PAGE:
After witnessing one young woman fall victim to a Sasquatch snatch and grab, Preston struggles to get anyone to believe him while trying to find a way to warn the other women across the way even as he fears for his own safety. Calling for help won’t be so easy since the creature has taken out the telephone poll and cellular phones can’t get a decent reception. His only lifeline to the outside is his satellite internet connection and the town sheriff ignores his e-mail pleas for help because word around town is that Preston went loopy in the head following the accident.

Just for good measure, Abominable features the venerable Lance Henriksen as a disbelieving hunter that comes to learn the truth the hard way and Jeffrey Combs playing yet another oddball character as only he can. Both Henriksen and Combs are only in the movie for a few minutes but they make their extended cameos count. On the other hand, Dee Wallace Stone’s appearance is nothing more than a cameo before the opening credits. Tiffany Shepis once again proves that when you need a B-movie actress that can do a great job providing gratuitous nudity and dying a spectacular death, she’s your scream queen.

Following an effective pre-title sequence that sets the mood for the film to come, I must confess that things do get off to a slow start and I felt there was a little too much angst ridden Matt McCoy staring at things and way too much Otis, Preston’s caretaker/friend, who just happens to be played by FX artist Christian Tinsley. This Otis character comes across as a total creep to the point I wondered at times if he had a hidden agenda, possibly plotting against Preston himself.

But a slow burn is not necessarily a bad thing, because as things build so does the tension, and along the way we get a few scares that’ll make you jump. Preston’s first sighting of the creature’s evil eyes staring back at him from the trees is a genuinely creepy moment. The majority of the gory mayhem is saved for the third act and well worth the wait. When you watch a rampaging monster movie you want to revel in sight of the monster rampaging. On that, Schifrin most definitely delivers in an almost giddy fashion.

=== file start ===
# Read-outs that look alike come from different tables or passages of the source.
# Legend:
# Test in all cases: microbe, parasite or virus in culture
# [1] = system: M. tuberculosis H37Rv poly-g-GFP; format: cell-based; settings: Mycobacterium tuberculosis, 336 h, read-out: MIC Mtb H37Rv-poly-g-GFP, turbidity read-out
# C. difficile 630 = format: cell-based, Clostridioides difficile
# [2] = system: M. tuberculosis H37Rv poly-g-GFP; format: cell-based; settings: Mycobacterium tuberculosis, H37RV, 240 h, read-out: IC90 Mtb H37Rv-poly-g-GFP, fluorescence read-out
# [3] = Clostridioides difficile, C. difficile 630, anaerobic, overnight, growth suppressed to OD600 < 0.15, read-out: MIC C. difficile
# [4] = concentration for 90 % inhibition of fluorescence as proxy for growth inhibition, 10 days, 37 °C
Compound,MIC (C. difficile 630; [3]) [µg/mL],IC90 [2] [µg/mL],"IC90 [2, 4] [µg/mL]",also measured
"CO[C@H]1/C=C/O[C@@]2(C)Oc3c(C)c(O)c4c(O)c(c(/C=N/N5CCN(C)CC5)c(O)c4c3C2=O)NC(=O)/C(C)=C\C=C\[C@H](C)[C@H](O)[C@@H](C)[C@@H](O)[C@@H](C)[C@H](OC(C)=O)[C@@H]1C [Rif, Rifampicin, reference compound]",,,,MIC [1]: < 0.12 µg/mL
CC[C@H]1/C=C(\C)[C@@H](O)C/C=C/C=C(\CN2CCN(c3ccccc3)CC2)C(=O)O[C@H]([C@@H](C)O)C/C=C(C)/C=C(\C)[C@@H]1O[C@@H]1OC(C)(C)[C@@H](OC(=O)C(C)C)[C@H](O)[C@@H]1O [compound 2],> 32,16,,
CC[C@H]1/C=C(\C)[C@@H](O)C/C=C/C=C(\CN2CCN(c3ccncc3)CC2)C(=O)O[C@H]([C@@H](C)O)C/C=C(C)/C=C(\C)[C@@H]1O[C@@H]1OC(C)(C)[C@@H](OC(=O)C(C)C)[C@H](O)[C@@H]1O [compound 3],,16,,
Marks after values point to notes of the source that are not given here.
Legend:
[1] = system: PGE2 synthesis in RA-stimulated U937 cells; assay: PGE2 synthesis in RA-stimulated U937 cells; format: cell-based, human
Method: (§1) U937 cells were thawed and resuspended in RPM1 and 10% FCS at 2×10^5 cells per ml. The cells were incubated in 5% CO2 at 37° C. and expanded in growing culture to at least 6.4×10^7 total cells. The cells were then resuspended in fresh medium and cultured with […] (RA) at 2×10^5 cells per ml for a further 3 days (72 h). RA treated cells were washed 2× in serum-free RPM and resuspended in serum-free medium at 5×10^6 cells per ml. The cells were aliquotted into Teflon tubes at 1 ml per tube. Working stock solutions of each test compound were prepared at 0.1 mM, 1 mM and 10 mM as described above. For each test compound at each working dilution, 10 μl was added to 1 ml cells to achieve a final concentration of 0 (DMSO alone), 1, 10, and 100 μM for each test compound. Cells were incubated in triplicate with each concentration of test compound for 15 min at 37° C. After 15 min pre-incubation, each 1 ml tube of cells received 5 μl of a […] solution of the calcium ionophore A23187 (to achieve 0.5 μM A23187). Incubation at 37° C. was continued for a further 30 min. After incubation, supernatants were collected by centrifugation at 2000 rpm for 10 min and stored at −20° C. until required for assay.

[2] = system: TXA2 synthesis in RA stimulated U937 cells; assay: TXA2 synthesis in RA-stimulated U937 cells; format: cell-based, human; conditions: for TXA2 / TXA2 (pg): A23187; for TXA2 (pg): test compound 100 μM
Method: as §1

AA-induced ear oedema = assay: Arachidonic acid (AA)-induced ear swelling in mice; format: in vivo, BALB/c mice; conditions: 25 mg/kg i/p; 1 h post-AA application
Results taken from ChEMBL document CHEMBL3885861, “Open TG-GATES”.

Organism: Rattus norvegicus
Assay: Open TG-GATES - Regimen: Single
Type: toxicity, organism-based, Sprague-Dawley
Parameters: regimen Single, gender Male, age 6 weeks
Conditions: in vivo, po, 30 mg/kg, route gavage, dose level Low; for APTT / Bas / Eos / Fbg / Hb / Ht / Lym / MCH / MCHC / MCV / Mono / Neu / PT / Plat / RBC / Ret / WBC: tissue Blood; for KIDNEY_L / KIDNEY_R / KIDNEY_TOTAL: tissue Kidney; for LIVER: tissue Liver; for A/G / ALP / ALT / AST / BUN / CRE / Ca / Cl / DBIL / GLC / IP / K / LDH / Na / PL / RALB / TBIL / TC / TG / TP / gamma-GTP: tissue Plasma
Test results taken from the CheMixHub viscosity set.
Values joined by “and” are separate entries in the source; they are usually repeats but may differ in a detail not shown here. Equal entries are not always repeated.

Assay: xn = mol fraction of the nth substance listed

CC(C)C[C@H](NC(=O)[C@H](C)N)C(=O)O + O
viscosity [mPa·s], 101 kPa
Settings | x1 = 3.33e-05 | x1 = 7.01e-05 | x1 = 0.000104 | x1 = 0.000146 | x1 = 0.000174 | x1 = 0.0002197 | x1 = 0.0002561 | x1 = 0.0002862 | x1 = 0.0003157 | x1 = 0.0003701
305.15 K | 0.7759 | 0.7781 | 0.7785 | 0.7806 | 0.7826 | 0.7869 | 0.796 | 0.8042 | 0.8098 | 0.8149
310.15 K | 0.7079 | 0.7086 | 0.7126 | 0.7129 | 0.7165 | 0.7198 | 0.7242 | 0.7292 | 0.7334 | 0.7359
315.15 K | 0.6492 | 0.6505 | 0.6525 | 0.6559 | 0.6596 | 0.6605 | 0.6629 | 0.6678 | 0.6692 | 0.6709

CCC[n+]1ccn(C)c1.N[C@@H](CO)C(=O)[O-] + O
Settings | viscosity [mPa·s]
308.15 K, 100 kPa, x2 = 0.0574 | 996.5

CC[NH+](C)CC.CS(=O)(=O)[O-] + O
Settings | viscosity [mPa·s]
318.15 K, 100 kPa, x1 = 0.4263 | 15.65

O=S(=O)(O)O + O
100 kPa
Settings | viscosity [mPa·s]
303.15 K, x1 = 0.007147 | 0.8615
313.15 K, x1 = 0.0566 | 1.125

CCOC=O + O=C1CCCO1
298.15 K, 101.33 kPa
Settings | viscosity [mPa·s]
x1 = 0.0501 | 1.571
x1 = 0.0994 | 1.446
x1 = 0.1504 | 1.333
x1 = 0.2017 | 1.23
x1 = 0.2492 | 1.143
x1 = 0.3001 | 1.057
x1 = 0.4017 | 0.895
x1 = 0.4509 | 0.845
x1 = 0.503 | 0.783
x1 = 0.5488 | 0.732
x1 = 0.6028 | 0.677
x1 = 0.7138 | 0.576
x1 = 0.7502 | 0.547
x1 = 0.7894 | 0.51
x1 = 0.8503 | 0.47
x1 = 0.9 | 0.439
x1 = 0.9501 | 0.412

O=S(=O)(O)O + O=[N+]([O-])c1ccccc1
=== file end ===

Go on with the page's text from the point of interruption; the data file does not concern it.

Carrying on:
Abominable does have an Achilles heel by occasionally relying on convenient stupidity designed to keep the plot going in the desired direction. Case in point: the girls in the house find their missing friend’s cell phone on the ground outside with a text message on it from Preston trying to warn them that their friend has been abducted and taken into the woods. They freak out, yet minutes later are back inside enjoying loud rock music and taking relaxing showers.

Speaking of Achilles heels, Bigfoot’s is an eye roller to say the least. I guess the bumper sticker should say “Honk if you hate Bigfoot”?

Those complaints aside, I wouldn’t be surprised to see Abominable goes on to become something of a minor cult classic. Unfortunately it’s making its premiere on the Sci-Fi Channel in May. The reason I say unfortunately is because that channel’s original movies have built up so much ill will I fear the stink that emanates from most of them will prejudice many from ever giving this deserving monster mash a fair shake. Watching Abominable you’d swear you were watching the kind of genre film that New World Pictures released back in the 80’s, and I do mean that as a compliment in this case. Abominable has an almost old fashioned monster movie mentality at times, one truly tremendous movie monster, some great death scenes, and is just ferociously fun. This Bigfoot is definitely worth sighting.

3 ½ out of 5